Brain Plasticity, Injury and Stoke
Functional Brain Reorganization in Stroke Recovery (Supported by P01 NS46588-01A2), Andrew C. Papanicolaou, P.I.
The objective of this project was to use MEG study of the effects of aphasia therapy after stroke on brain functioning. In particular, this study sought to understand how therapy for aphasia may change the way the brain functions following the occurrence of a stroke. We examined brain activity prior to and after a period of intense aphasia therapy to determine what impact therapy has on brain function, with a view to designing and evaluating therapies for aphasia.
Mission Connect Mild TBI Translational Research Consortium (Supported by D.O.D Award # W81XWH-08-2-0135), Neuroimaging Project, Andrew C. Papanicolaou, P.I.
The overarching goal of this project is to use MEG to detect and characterize focal abnormalities in neurophysiological function in patients with mTBI and PTSD for the purpose of distinguishing between the two. MEG has been shown to be sensitive to cognitive complaints in patients with mTBI. In addition neurophysiological abnormalities differentiate patients with mTBI and PTSD in some studies. As well as the aforementioned goal, we also propose to explore the relationship between diffusion tensor imaging (DTI) and MEG findings. While MEG provides data regarding focal abnormalities in neural response in the cortex, DTI reveals the status of white matter tracts that form the intracortical connections. Thus, MEG, in combination with DTI, may lead to identification of more distinct, replicable patterns of brain abnormalities in subjects with PTSD and mTBI that may lead to better differentiation between these groups of patients, as well as from patients with a combination of both disorders.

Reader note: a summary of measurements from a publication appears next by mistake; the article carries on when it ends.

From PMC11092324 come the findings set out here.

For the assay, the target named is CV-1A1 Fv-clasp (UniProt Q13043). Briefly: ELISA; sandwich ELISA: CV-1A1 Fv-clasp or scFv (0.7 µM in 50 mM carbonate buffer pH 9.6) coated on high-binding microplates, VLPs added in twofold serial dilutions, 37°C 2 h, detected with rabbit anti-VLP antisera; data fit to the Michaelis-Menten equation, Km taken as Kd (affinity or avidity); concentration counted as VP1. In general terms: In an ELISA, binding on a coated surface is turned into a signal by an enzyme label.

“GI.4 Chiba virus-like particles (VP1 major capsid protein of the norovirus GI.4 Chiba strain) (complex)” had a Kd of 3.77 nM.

Department of Pediatrics
UTHSC College of Medicine
The Neuroscience Institute
Le Bonheur Children's Hospital
777 Washington Ave.
Memphis, TN 38105
Holly Smith, RN, BSN, CPN